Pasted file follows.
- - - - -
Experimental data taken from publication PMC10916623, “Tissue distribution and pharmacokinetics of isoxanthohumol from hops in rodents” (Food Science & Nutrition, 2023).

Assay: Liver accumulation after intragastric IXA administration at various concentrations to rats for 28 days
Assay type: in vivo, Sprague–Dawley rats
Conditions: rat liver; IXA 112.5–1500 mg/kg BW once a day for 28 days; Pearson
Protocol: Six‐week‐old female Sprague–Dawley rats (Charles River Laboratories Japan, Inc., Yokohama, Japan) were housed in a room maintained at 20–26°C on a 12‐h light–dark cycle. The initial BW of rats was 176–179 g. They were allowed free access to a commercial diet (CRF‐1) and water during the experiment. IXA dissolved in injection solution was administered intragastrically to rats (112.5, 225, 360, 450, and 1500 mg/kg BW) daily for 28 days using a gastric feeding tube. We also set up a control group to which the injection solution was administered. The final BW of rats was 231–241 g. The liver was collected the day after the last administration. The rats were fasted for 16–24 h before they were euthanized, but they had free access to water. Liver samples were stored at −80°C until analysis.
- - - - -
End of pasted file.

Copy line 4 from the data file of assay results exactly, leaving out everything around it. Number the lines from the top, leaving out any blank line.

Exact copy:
Conditions: rat liver; IXA 112.5–1500 mg/kg BW once a day for 28 days; Pearson